Bush centralizes control of intelligence agencies; police state agenda continues

Bush Unveils Spy Guidelines, Angering House Overseers

By Joby Warrick
Washington Post Staff Writer
Friday, August 1, 2008; A09

The Bush administration unveiled new operating guidelines for the nation's intelligence community yesterday in a move that boosted the authority of the Office of the Director of National Intelligence (DNI) while triggering protests from lawmakers who complained that they weren't properly consulted.

The changes affirmed the DNI's role as head of the 16 U.S. spy agencies and expanded its power to set priorities and coordinate the sharing of intelligence. The DNI also was given an expanded role in foreign intelligence collection and in the hiring and firing of senior intelligence officials.

The changes were part of a long-awaited overhaul of Executive Order 12333, a Reagan-era document that establishes the powers and responsibilities of U.S. intelligence services. Most of the revisions merely reflect changes already in place since the DNI was established by Congress three years ago, partly as a response to the Sept. 11, 2001, terrorist attacks.

Although the revamped order had been in the works for a year, its formal unveiling prompted a rare revolt from congressional Republicans, some of whom walked out on Director of National Intelligence Mike McConnell during a morning briefing. Rep. Pete Hoekstra (Mich.), ranking Republican on the House intelligence committee, led several GOP colleagues to the exit after complaining that the administration had made the changes secretly without consulting with congressional overseers -- part of a pattern dating to the beginning of the Bush presidency, Hoekstra said.

"Given the impact that this order will have on America's intelligence community, and this committee's responsibility to oversee intelligence activities, this cannot be seen as anything other than an attempt to undercut congressional oversight," Hoekstra said in a statement afterward.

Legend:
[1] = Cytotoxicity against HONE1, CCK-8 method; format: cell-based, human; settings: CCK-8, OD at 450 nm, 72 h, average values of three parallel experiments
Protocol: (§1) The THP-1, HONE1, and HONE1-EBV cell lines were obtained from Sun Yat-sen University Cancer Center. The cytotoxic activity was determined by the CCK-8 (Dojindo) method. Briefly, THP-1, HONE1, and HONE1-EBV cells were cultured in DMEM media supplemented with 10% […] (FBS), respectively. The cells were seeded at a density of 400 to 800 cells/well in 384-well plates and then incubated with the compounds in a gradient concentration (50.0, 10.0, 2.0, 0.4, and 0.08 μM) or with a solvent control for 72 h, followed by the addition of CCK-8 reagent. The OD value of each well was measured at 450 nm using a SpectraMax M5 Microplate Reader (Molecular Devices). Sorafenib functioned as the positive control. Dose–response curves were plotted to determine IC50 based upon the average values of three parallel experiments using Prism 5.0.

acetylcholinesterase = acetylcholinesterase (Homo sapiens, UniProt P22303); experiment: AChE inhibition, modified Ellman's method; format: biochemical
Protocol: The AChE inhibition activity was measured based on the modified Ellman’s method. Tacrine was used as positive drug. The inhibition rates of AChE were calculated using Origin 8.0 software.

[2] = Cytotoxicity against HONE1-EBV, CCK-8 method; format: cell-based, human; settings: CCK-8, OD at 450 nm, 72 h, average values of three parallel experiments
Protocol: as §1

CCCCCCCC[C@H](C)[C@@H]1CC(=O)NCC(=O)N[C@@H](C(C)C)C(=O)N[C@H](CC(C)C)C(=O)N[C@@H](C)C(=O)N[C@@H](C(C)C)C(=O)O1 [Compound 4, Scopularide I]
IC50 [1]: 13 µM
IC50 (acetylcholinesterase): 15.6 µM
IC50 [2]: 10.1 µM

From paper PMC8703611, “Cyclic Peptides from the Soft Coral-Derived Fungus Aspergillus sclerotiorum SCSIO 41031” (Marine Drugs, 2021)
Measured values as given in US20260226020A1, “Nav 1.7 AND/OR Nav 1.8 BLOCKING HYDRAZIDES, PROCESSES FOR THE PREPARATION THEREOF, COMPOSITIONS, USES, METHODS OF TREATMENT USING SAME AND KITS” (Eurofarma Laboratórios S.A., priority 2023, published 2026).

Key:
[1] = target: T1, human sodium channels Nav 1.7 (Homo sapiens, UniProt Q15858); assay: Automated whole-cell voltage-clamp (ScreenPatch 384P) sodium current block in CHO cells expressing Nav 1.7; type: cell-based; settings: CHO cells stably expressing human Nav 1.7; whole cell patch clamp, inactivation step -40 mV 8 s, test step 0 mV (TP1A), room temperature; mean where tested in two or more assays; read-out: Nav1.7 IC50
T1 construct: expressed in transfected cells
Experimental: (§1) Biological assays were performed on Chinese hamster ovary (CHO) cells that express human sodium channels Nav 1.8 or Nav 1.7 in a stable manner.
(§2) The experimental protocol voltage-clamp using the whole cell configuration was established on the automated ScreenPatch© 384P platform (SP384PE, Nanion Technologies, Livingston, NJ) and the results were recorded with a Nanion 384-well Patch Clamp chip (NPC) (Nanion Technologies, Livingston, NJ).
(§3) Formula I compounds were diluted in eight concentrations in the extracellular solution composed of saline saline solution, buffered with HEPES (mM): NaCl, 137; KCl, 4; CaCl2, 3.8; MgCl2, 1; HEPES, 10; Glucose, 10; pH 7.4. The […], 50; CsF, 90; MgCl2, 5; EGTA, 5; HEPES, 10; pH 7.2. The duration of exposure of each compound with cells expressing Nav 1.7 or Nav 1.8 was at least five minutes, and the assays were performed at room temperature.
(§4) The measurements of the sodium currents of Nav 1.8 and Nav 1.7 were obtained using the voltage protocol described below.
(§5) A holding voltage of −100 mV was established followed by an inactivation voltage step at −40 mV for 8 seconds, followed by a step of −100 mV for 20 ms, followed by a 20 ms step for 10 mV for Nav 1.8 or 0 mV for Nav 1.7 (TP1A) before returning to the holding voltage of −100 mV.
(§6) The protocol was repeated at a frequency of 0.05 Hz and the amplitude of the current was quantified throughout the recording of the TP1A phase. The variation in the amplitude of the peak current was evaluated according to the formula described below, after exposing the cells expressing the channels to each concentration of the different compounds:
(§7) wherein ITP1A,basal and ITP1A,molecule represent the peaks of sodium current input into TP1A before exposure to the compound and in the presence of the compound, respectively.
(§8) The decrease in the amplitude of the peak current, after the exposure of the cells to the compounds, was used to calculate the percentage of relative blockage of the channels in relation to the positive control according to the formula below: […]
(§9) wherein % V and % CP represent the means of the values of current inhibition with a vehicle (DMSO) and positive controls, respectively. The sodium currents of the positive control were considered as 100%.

Rep. Silvestre Reyes (D-Tex.), the committee chairman, raised similar objections. "We were only shown the document after it was complete and on its way to the president for his signature," he said.

Administration officials denied that they had deliberately kept Congress in the dark.

"We've been in a conversation with Congress and the American people about the structure of the intelligence community since the fall of 2004," a senior administration official told reporters during a background briefing unveiling the changes.

The revamped order specifically places the DNI in charge of setting priorities for the 16 spy agencies as well as issuing guidelines on how intelligence is collected, analyzed and shared.

It calls on intelligence agencies to use "all reasonable and lawful means" to safeguard U.S. citizens and reaffirms the nation's "long-standing commitment to protecting civil liberties," the administration official said.

Left essentially unchanged is the prohibition of assassinating foreign leaders, as well as long-standing restrictions on human experimentation.

The document asserts that the intelligence agencies will "maintain or strengthen privacy and civil liberty protections."

Mel Goodman & Ray McGovern on the DNI

(I think Goodman is way too generous with his use of "mistakes", but his observations about the creation of the DNI are bang-on.)

To continue this critique with Ray McGovern and David MacMichaels; see parts 21-25 here;

Mel Goodman says

"we need to decentralize intelligence"

"we need redundancy"